Top tip: Provide your staff with a password manager and integrate it into your security policy, with rights to use it at home as well as work. This will minimise the chance that one breached password will expose multiple accounts — or even the corporate network. At RepKnight we use Dashlane, but there are plenty of others.
4. Trade secrets and confidential company data
With all the talk about GDPR, it’s easy to forget the “data about things”, which isn’t covered by the legislation but is equally valuable. If cybercriminals can gain access to your corporate network, this opens up a world of opportunities for the bad guys. Everything from Sales Team presentations to marketing and business plans will be accessible, which can put your company in an extremely vulnerable situation. On average, European companies take more than 450 days to spot a breach, which is plenty of time for cybercriminals to snoop around networks, files and folders and discover something sensitive and lucrative — exfiltrate it and then leave before anyone finds out.
Top tip: Think about the keywords you’d use to identify your confidential information. Perhaps it’s as simple as the company name and the word “confidential”? You can then set up a Google Alert to let you know if those terms get posted online (on the sites searched by Google, in any case – which doesn’t include the Dark Web!).
5. Server IP addresses
Is your critical infrastructure being targeted by cybercriminals, or have ‘script kiddies’ discovered a backdoor or vulnerability — maybe on that long-forgotten development server that’s been left switched on, or that development version of your website? If that IP address is being discussed on a dark web forum — or port scan results are being shared on a dump site — you’ll probably want to take a look, and hopefully prevent a breach before it happens.
Top tip: Run an internal and external scan to discover all the external facing IP addresses used by your infrastructure — you’ll probably be surprised how many there are. And if there are any that aren’t needed any more, why not take this opportunity to shut them down, and close a potential point of entry for an attacker?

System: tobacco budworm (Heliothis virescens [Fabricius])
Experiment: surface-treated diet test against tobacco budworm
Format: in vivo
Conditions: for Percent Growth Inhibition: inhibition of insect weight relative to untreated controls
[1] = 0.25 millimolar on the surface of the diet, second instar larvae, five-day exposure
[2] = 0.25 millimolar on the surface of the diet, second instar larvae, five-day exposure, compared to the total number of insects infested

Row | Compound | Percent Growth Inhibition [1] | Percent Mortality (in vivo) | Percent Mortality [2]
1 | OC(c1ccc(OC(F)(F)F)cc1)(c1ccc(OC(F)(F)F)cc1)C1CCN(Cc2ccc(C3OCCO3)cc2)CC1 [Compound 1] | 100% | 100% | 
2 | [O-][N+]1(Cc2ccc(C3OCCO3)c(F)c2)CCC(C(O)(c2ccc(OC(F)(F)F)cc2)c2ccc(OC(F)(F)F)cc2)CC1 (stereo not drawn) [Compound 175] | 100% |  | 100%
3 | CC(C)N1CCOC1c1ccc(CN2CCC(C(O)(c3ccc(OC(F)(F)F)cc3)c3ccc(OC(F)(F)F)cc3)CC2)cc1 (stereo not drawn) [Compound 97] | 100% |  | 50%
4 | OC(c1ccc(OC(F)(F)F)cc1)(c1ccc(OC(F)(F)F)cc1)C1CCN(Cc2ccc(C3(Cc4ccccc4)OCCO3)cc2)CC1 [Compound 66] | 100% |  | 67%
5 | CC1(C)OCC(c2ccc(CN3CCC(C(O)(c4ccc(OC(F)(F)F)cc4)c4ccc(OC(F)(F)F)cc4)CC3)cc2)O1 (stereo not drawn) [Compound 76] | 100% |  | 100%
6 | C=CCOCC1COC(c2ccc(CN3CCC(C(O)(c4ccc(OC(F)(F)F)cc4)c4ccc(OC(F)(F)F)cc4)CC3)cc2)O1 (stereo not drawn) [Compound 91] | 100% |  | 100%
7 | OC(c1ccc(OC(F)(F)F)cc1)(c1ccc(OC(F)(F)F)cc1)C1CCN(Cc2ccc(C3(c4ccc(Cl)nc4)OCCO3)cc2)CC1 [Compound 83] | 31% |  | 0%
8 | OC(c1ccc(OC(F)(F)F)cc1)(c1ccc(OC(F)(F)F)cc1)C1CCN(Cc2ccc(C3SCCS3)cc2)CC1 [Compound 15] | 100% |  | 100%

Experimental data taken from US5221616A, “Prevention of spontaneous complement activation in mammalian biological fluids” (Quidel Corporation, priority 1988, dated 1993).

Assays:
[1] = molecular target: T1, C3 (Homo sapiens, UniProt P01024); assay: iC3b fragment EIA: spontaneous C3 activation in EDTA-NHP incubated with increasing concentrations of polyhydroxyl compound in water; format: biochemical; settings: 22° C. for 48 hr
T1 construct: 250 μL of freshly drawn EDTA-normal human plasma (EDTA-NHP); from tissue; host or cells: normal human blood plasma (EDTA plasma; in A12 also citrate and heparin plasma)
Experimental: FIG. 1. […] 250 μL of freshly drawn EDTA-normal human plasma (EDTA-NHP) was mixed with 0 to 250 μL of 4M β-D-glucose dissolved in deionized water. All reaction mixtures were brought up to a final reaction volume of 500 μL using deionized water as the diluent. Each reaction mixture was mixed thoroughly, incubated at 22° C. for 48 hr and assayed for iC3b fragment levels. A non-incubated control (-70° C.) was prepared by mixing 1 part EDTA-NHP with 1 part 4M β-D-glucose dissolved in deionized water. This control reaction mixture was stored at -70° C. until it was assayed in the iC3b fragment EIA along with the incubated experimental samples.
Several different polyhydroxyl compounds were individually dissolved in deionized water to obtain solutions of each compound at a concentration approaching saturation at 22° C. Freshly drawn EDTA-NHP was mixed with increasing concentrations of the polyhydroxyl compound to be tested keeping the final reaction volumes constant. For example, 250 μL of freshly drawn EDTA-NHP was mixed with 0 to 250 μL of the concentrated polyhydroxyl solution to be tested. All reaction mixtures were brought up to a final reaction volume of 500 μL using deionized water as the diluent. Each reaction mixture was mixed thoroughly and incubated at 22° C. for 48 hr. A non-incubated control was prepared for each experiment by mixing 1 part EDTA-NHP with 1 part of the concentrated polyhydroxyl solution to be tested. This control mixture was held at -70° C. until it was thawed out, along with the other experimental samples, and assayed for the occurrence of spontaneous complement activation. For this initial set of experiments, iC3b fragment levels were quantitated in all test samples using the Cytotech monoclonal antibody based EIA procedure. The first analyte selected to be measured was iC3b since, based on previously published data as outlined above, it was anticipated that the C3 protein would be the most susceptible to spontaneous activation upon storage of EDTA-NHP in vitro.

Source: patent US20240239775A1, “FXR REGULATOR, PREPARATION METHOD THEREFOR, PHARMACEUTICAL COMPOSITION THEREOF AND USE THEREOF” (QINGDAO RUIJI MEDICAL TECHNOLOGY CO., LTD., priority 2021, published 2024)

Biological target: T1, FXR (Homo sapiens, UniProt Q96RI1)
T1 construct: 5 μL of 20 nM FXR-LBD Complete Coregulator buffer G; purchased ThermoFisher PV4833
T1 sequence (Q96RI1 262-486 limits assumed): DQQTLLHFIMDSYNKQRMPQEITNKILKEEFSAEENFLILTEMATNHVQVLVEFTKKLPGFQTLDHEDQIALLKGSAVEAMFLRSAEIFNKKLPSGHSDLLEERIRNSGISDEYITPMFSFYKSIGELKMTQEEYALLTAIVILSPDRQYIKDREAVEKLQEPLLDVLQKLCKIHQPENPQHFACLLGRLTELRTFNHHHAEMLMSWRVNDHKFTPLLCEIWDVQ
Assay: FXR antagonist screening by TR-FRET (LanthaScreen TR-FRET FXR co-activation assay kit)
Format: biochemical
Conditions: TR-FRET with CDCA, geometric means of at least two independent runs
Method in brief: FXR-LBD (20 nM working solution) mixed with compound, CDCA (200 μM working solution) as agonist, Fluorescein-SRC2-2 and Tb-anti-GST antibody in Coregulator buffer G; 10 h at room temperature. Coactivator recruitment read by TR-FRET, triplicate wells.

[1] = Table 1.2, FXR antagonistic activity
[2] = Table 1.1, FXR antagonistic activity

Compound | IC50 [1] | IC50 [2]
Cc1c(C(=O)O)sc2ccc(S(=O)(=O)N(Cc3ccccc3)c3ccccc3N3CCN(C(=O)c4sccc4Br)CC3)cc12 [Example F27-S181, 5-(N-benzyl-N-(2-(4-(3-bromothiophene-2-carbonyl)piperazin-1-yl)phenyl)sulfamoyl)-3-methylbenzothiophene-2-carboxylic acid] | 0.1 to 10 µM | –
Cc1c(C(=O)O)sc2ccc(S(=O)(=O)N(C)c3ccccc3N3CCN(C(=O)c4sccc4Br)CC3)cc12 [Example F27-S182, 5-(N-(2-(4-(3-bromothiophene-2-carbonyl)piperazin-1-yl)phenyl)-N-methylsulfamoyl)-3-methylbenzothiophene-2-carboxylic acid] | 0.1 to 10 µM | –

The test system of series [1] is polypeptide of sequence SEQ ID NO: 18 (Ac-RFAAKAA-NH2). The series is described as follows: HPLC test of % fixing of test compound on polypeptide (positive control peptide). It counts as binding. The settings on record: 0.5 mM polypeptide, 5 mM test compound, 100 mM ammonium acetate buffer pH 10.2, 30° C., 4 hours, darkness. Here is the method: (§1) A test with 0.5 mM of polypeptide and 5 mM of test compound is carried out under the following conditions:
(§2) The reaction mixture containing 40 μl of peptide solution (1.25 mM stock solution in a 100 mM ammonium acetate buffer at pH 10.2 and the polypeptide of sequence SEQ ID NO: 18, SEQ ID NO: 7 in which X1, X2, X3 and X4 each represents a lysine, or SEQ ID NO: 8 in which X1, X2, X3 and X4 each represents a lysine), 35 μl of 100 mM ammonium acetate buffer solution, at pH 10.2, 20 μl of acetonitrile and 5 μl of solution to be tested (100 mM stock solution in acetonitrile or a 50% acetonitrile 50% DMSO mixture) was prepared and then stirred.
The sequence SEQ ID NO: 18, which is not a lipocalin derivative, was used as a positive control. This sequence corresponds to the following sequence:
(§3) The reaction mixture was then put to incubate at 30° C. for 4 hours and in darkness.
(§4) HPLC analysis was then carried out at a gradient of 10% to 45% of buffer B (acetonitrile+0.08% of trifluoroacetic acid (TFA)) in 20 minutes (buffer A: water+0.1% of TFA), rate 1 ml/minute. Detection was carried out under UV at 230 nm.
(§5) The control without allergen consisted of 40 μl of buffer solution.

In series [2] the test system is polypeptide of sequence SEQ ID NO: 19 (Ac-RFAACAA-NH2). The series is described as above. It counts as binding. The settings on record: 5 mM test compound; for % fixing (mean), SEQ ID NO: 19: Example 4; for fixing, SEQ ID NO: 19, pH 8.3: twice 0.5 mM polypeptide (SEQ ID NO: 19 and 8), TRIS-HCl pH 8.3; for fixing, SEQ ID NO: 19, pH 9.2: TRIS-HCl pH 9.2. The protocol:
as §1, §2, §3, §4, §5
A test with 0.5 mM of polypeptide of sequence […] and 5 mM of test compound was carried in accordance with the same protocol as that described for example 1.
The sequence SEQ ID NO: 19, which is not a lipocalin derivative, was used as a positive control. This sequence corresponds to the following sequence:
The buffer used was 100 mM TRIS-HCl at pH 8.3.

What you can do to protect all this data
Your IT teams could always monitor for data manually – but that’s pretty boring, and your people have much better things to do. Keep watching BBC News 24 or CNN all day, every day, and see if your company crops up after a breach. You could also download specialist browsers to access the dark web and trawl through each of the major marketplaces every day to make sure nobody’s selling your data.
Or you could rely on dark web monitoring technology that continuously scours every corner of the internet looking for your stuff, and alerts you the moment someone posts your data in a suspicious place. Our BreachAlert dark web monitoring software automatically monitors millions of dark web pages, including hundreds of dump sites and then filters and extracts information based on things like domain names, login credentials, email addresses and so much more.
Best of all, there’s nothing to install, and you can set it up in around 30 minutes – so there’s plenty of time to protect all that information in the last few days leading up to GDPR.